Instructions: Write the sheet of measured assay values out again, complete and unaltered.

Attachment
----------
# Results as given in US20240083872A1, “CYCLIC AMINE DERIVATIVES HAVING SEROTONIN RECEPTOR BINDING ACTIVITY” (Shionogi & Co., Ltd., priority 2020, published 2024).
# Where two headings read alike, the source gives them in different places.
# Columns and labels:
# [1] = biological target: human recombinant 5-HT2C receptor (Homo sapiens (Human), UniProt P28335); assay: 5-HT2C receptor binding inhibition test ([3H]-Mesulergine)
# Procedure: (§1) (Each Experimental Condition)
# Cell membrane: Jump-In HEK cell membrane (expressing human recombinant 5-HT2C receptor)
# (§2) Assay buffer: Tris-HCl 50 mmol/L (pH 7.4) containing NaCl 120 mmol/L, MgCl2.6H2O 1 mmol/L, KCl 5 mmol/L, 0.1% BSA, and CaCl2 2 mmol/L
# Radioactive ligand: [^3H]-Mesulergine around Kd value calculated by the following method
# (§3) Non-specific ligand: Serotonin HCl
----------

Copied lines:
# Results as given in US20240083872A1, “CYCLIC AMINE DERIVATIVES HAVING SEROTONIN RECEPTOR BINDING ACTIVITY” (Shionogi & Co., Ltd., priority 2020, published 2024).
# Where two headings read alike, the source gives them in different places.
# Columns and labels:
# [1] = biological target: human recombinant 5-HT2C receptor (Homo sapiens (Human), UniProt P28335); assay: 5-HT2C receptor binding inhibition test ([3H]-Mesulergine)
# Procedure: (§1) (Each Experimental Condition)
# Cell membrane: Jump-In HEK cell membrane (expressing human recombinant 5-HT2C receptor)
# (§2) Assay buffer: Tris-HCl 50 mmol/L (pH 7.4) containing NaCl 120 mmol/L, MgCl2.6H2O 1 mmol/L, KCl 5 mmol/L, 0.1% BSA, and CaCl2 2 mmol/L
# Radioactive ligand: [^3H]-Mesulergine around Kd value calculated by the following method
# (§3) Non-specific ligand: Serotonin HCl